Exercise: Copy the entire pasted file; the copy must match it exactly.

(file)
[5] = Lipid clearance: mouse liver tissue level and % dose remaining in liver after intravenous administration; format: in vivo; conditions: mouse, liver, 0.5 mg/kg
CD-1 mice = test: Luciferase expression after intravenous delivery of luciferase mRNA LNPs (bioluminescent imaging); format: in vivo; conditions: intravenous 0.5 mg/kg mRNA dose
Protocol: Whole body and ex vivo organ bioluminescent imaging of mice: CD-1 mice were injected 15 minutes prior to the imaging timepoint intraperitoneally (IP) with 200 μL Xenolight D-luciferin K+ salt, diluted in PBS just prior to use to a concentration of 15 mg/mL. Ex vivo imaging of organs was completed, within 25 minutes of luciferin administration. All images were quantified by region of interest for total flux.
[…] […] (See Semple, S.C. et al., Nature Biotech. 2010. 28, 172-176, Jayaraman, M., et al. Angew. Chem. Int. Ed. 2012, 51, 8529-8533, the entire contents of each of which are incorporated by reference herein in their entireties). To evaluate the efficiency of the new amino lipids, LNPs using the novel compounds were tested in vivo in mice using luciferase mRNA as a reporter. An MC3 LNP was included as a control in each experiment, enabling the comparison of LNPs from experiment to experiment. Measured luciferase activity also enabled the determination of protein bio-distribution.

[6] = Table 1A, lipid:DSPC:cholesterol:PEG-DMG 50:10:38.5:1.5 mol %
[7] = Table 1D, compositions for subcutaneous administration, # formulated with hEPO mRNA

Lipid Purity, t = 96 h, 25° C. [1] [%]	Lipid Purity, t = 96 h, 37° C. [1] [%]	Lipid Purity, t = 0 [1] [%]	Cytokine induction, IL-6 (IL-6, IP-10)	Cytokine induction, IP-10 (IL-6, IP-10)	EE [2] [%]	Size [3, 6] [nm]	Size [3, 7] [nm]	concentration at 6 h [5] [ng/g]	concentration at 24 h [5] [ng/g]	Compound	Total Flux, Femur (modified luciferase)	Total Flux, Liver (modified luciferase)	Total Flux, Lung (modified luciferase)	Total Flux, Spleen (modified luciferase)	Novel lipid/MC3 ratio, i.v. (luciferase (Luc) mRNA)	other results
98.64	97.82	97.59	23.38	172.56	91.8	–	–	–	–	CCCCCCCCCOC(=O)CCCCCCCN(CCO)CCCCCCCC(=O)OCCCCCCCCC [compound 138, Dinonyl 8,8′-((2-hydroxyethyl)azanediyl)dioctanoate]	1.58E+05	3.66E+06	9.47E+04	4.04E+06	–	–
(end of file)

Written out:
[5] = Lipid clearance: mouse liver tissue level and % dose remaining in liver after intravenous administration; format: in vivo; conditions: mouse, liver, 0.5 mg/kg
CD-1 mice = test: Luciferase expression after intravenous delivery of luciferase mRNA LNPs (bioluminescent imaging); format: in vivo; conditions: intravenous 0.5 mg/kg mRNA dose
Protocol: Whole body and ex vivo organ bioluminescent imaging of mice: CD-1 mice were injected 15 minutes prior to the imaging timepoint intraperitoneally (IP) with 200 μL Xenolight D-luciferin K+ salt, diluted in PBS just prior to use to a concentration of 15 mg/mL. Ex vivo imaging of organs was completed, within 25 minutes of luciferin administration. All images were quantified by region of interest for total flux.
[…] […] (See Semple, S.C. et al., Nature Biotech. 2010. 28, 172-176, Jayaraman, M., et al. Angew. Chem. Int. Ed. 2012, 51, 8529-8533, the entire contents of each of which are incorporated by reference herein in their entireties). To evaluate the efficiency of the new amino lipids, LNPs using the novel compounds were tested in vivo in mice using luciferase mRNA as a reporter. An MC3 LNP was included as a control in each experiment, enabling the comparison of LNPs from experiment to experiment. Measured luciferase activity also enabled the determination of protein bio-distribution.

[6] = Table 1A, lipid:DSPC:cholesterol:PEG-DMG 50:10:38.5:1.5 mol %
[7] = Table 1D, compositions for subcutaneous administration, # formulated with hEPO mRNA

Lipid Purity, t = 96 h, 25° C. [1] [%]	Lipid Purity, t = 96 h, 37° C. [1] [%]	Lipid Purity, t = 0 [1] [%]	Cytokine induction, IL-6 (IL-6, IP-10)	Cytokine induction, IP-10 (IL-6, IP-10)	EE [2] [%]	Size [3, 6] [nm]	Size [3, 7] [nm]	concentration at 6 h [5] [ng/g]	concentration at 24 h [5] [ng/g]	Compound	Total Flux, Femur (modified luciferase)	Total Flux, Liver (modified luciferase)	Total Flux, Lung (modified luciferase)	Total Flux, Spleen (modified luciferase)	Novel lipid/MC3 ratio, i.v. (luciferase (Luc) mRNA)	other results
98.64	97.82	97.59	23.38	172.56	91.8	–	–	–	–	CCCCCCCCCOC(=O)CCCCCCCN(CCO)CCCCCCCC(=O)OCCCCCCCCC [compound 138, Dinonyl 8,8′-((2-hydroxyethyl)azanediyl)dioctanoate]	1.58E+05	3.66E+06	9.47E+04	4.04E+06	–	–